Free Prostate Cancer Screening at Weill Cornell on September 19th

6th Annual Free Prostate Cancer Screening

When: Wednesday, September 19th
7:00 am to 5:00 pm
Where: New York-Presbyterian Hospital
525 East 68th Street (at York Avenue)
Payson Pavilion 2nd floor, Room F260
  • No appointment necessary for men over 40
  • Screening involves a PSA blood test and a prostate (DRE) exam
  • This is a screening test and is not for men already diagnosed with prostate cancer

For more information, please call (212) 746-5450

 

NYP/Weill Cornell Campus Map

Click on the campus map on the left to enlarge and view the location of the Payson Pavilion.

Cornell Researchers Discuss Device to Collect Living Prostate Tumor Cells: Video

On June 12, 2012, Cornell researchers David Nanus, Brian Kirby and Paraskevi Giannakakou discussed their new microfluidic device that collects circulating, living prostate cancer tumor cells from blood.

The research, conducted collaboratively between Cornell University and Weill Cornell Medical College, aims toward tailoring cancer treatment and improving patient survival. Click below to view the presentation.

Weill Cornell Investigators Among Grant Recipients to Study Metastatic Prostate Cancer

An international team of investigators from centers in the United States and the United Kingdom, including Weill Cornell Medical College, have been awarded a grant for $10 million over a three-year period to study the molecular underpinnings of metastatic prostate cancer while creating a comprehensive testing system to optimize personalized treatments.

Stand Up To Cancer (SU2C) and the Prostate Cancer Foundation (PCF), along with the American Association for Cancer Researc, SU2C’s scientific partner, announced the formation of a new “Dream Team” dedicated to prostate cancer research.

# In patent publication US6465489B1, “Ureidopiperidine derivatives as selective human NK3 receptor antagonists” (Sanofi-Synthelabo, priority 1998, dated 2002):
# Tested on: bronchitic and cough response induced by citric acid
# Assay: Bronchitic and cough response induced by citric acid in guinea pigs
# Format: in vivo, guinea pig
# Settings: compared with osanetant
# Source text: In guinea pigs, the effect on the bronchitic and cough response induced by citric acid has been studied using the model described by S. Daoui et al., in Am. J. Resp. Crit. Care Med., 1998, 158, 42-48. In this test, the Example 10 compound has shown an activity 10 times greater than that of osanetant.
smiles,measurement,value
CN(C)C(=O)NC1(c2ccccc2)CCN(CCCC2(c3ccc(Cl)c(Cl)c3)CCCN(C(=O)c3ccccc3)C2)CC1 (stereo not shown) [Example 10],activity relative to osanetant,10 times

Weill Cornell Medical College investigators include Dr. Mark Rubin, the project’s principal investigator at Weill Cornell, and Dr. Himisha Beltran.

One of the project’s goals is to try to understand why therapies can become ineffective, despite working initially, and if patients may be treated with other types of therapies or participate in clinical trials. The researchers plan to develop cell line models to study tumor mutations to determine, for example, if they are the culprit behind such cancer recurrences in patients. In addition, the investigators plan to study novel combinations of drugs in clinical trials, including exploring the use of PARP inhibitors and drugs that inhibit the PTEN pathway, which is involved in cell signaling and growth. PTEN is a well known tumor suppressor gene. PARP inhibitors prevent an enzyme involved in DNA repair, especially in the repair of tumor cells, from working.

Click here to read more about the grant.